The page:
Mr Odinga on Thursday said the USA and other countries that have advised against the December 12 inauguration should know that "the will of the people can not be stopped".
But in a statement on Friday, the Judiciary stated that it had not received any formal communication from NASA about the inauguration.
The US, Mr Odinga said, should not talk about violation of the constitution as far as his swearing-in is concerned yet Washington DC has been "loudly silent" on killing of innocent protesters by police since August.
Odinga successfully challenged President Uhuru Kenyatta's August re-election in court but then boycotted a rerun vote in October, demanding electoral reforms.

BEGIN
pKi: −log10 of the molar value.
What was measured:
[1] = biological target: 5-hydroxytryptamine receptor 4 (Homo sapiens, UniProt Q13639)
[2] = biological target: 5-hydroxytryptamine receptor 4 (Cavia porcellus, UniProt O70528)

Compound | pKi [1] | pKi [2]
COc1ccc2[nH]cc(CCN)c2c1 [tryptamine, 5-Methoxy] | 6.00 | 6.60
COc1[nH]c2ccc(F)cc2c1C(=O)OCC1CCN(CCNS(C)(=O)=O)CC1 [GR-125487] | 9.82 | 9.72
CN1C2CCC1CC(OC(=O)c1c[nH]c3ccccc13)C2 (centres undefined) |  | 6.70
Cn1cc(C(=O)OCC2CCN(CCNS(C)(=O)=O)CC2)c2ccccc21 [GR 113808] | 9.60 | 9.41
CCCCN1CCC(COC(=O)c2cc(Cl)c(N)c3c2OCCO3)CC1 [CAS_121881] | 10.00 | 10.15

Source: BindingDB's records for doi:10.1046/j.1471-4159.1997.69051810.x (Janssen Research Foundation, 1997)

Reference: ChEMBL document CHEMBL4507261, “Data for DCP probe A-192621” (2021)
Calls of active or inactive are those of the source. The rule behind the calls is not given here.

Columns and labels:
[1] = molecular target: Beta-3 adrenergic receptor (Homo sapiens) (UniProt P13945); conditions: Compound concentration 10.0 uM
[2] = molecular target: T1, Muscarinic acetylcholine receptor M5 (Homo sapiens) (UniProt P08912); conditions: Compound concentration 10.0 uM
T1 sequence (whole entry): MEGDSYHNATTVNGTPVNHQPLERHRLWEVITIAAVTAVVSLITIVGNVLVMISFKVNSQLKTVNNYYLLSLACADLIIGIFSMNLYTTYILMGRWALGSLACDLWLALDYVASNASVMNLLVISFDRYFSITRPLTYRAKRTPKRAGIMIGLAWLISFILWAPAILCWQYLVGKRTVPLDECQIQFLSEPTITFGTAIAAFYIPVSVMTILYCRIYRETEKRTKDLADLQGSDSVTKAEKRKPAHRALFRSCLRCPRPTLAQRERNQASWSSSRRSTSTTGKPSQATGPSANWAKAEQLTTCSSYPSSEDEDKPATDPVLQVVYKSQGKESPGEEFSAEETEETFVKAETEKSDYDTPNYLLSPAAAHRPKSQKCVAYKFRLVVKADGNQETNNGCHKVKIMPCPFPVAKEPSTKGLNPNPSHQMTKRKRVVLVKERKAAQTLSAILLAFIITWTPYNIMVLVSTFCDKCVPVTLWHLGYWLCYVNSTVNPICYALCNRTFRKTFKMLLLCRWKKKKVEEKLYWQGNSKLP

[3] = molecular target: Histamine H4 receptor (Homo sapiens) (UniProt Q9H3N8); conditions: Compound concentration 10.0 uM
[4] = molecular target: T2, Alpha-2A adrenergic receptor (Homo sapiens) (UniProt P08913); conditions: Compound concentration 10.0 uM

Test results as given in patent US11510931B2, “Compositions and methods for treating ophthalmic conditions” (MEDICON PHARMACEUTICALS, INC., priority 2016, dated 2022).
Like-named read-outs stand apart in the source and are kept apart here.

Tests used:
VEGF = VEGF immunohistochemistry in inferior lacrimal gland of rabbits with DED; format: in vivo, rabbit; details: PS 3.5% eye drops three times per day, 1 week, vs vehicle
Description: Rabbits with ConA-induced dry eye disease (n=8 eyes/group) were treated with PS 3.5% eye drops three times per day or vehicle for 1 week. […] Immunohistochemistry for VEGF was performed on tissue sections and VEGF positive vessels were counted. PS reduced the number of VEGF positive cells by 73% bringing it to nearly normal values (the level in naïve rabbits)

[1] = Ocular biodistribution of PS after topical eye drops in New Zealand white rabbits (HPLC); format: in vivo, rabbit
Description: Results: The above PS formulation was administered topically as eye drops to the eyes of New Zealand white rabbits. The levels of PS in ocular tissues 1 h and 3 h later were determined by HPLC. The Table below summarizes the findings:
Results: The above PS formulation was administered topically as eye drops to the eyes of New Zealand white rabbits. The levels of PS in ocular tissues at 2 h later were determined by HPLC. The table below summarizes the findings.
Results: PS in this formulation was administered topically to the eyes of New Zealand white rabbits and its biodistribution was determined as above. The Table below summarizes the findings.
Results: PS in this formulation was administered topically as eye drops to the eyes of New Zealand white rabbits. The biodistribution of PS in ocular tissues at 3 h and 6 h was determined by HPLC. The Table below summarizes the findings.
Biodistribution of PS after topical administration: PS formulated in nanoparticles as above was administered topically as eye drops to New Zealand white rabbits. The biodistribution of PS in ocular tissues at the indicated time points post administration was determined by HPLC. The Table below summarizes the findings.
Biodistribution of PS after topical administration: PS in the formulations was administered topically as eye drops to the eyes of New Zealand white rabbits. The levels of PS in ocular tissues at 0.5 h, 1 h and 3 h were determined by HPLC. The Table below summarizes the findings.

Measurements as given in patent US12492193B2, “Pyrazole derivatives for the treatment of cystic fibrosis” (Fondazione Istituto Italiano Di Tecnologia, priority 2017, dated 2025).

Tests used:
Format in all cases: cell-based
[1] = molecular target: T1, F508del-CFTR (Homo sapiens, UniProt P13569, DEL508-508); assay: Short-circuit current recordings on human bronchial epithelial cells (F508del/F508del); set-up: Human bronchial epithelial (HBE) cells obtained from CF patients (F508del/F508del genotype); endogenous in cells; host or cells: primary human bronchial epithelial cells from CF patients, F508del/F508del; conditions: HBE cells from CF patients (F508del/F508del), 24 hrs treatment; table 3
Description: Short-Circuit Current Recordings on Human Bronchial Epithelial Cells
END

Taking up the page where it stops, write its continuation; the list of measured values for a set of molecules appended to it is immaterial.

On November 28, the day President Uhuru Kenyatta was sworn in, Raila told his supporters that he would be sworn in on Jamhuri day as the people's president. Accompanying him on the trip was US National Security Council Director for Africa Jonathan Howard. That is a surprising shift considering he had called for a six-month transition government to prepare for fresh elections.
Kenya's opposition Nasa will in the next two days give an update of its programme of action leading up to the swearing-in of its leader Raila Odinga as the "people's president".
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